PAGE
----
“Within In Seach of Cell History Harold deftly discusses the definition of life, successes and problems of classification of cells, how cells get and use energy, the great divergence of cell types into three loose families, cell symbionts, and even tackles the ultimate riddle of where cells first came from. His approach is a classic scientific one, starting with what is known and provable then moving into theories of what is not known.  He is clear to separate fact from speculation, not hesitating to state his own opinions as such and contrasting them point by point with others in the field. It is very refreshing to read about the forward edge of cell research without polemics of any kind. The talent of his writing is twofold, first; I felt a part of a conversation among the leading lights of cell research, and second; Harold has no problem stating what is not known. . . . This is a book that illustrates what scientific writing should be; precise, exciting, and presenting the unknown in such a way as to inspire us to want to learn more.”
B. K. Hall, Dalhousie University | Choice
“A fine addition to the many books on how cells originated and evolved. It is well written, accessible, thorough, and illustrated with helpful figures, focusing on cellular organization and how that organization diversified as various life-forms evolved. Harold comprehensively discusses the important process of fusion between cells (symbiosis) in cell evolution as well as information on cellular structure and organization that can be gleaned from the fossil record. . . . Highly recommended.”
David Baum, University of Wisconsin-Madison | Reports of the National Center for Science Education
In Search of Cell History offers an ambitious, one-stop overview of early cell evolution that covers all major theories related to the origin of life, the early evolution and diversification of cells, and the emergence of eukaryotic cells with their structural novelties, such as nuclei, mitochondria, and plastids. . . . The bottom line: I really admire this book and expect to refer to it frequently in the future. . . . Harold does a marvelous job of reviewing and summarizing an unwieldy mass of literature on the origin and early diversification of life and providing some opinions about which theories and lines of research seem promising.”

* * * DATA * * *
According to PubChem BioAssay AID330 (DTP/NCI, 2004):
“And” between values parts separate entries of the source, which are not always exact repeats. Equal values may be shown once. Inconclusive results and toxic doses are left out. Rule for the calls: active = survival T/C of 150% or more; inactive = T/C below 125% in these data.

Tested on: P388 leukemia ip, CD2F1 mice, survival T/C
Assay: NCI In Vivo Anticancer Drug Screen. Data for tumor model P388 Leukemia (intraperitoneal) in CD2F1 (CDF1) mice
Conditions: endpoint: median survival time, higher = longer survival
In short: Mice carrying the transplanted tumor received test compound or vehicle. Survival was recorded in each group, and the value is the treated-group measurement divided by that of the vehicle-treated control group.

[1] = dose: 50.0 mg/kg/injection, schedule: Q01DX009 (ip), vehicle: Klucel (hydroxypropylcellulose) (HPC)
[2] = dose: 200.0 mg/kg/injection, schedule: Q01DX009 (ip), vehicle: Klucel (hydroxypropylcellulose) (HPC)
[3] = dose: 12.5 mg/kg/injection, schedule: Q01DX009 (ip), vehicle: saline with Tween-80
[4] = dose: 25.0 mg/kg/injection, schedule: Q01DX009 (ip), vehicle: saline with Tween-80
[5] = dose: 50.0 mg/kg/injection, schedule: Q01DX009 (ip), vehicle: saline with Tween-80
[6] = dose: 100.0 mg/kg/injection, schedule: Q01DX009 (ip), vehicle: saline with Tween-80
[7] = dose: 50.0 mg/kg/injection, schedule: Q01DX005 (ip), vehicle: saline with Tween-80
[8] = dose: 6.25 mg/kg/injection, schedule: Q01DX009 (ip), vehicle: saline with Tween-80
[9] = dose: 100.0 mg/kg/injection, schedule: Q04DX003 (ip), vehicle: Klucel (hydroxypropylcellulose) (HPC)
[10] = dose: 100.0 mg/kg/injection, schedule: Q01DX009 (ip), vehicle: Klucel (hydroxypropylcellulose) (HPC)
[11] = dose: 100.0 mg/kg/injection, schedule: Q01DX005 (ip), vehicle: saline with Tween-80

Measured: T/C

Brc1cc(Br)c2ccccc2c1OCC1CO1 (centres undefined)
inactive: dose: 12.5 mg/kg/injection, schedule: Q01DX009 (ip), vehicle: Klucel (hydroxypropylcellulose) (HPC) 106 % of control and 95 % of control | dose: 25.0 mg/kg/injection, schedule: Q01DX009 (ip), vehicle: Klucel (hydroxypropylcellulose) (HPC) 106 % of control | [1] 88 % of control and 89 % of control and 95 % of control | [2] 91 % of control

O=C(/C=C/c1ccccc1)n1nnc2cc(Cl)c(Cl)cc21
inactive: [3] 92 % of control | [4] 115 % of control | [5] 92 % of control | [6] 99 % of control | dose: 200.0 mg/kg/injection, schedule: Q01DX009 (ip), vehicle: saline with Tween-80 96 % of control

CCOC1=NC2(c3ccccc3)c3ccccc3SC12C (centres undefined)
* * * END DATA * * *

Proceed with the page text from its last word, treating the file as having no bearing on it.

Jan Spitzer, Mallard Creek Polymers, Inc. | Microbe
“A must-have. . . . In Search of Cell History is a wise and useful summary of the issues facing origins research. Importantly, it refocuses the origin problem onto the cell in toto, as a unit of living matter; it represents a solid foundation for origins research where chemists have begun only very recently to make significant advances in understand the crowding and structuring of biomacromolecules in living cells. There is no need to throw in the towel yet.”
Paul Schimmel, Scripps Research Institute | FASEB Journal
“Harold manages to cover a lot of ground, offers a piece of writing that is highly instructive and broad in its treatment of cellular evolution, and includes a helpful glossary at the end. He also provides a wonderful historical summary and perspective. . . . We can thank Harold for his fine work, so broad and sweeping, on leading us to nature’s ultimate mystery—the link of the LUCA to the cosmos.”
Nick Lane | University College London and author of "Life Ascending: The Ten Great Inventions of Evolution"
“This book is a rare pleasure: a beautiful, rational, wise, and eloquent framing of life’s greatest mysteries, what remains to be known, and how we might get there. It should be read by anyone who wonders, seriously, how we came to be. If it does not provide all the answers, that is because we honestly do not know.”
Moselio Schaechter, Distinguished Professor, emeritus | Tufts University
“When dealing with difficult questions such as the origin of life, one yearns for writing that is both sagacious and readable, two qualities that don’t always go together. Fortunately, we can forego the need for making a choice. Harold’s book provides an account that is both masterful in the pursuit of the very question and in the clarity with which he unravels relevant phenomena. I daresay that few more helpful guides to a complex terrain have come forth since Dante’s Beatrice.”
Mark A. Farmer | University of Georgia
“The origin of life is one of the great enigmas yet to yield to modern science. While there are other books that attempt to place their own spin on how life came about, In Search of Cell History stands alone in that it is written not by one of those advocating a particular viewpoint but instead by one who tries to remain a detached, albeit extremely well informed, observer of events. An excellent piece of scholarly work by a suitably unbiased and appropriately skeptical researcher.”
For more information, or to order this book, please visit http://www.press.uchicago.edu